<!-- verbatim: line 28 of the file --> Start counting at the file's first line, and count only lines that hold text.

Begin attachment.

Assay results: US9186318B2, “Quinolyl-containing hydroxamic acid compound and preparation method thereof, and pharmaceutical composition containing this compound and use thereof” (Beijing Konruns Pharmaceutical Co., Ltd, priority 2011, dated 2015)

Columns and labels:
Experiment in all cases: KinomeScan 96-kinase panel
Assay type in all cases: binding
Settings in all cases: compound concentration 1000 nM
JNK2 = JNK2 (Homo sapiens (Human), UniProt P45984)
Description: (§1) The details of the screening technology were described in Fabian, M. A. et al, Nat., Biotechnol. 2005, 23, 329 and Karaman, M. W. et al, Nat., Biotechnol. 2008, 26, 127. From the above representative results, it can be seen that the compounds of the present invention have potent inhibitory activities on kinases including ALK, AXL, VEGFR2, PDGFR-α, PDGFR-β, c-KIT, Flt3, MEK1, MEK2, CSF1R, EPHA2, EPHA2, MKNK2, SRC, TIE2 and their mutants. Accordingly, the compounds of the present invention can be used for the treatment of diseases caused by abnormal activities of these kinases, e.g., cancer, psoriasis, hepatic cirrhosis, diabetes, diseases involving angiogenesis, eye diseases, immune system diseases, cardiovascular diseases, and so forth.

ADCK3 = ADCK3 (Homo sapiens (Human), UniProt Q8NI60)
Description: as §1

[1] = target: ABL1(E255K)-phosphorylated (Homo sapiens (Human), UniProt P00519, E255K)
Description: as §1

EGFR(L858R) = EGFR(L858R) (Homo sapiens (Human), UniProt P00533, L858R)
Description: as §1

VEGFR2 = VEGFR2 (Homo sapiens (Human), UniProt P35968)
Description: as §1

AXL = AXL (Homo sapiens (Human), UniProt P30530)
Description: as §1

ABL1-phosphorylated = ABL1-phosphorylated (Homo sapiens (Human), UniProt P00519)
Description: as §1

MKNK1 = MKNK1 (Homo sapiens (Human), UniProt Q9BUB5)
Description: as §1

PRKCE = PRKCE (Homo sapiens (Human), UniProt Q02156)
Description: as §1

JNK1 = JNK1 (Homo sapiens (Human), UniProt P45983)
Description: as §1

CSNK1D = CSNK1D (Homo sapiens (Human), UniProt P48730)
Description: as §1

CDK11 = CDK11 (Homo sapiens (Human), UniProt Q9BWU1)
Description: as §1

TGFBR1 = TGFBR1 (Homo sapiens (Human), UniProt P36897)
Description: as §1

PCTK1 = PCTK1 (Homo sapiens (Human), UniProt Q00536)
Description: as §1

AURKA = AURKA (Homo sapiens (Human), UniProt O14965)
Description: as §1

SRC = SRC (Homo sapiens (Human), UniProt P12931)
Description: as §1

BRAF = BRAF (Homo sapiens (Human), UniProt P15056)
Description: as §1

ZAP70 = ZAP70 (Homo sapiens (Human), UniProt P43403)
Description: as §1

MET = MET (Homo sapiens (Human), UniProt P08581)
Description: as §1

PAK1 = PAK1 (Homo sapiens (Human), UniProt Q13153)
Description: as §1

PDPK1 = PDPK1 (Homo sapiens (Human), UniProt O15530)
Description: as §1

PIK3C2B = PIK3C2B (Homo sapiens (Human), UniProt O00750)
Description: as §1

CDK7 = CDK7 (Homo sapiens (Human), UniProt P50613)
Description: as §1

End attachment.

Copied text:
CDK11 = CDK11 (Homo sapiens (Human), UniProt Q9BWU1)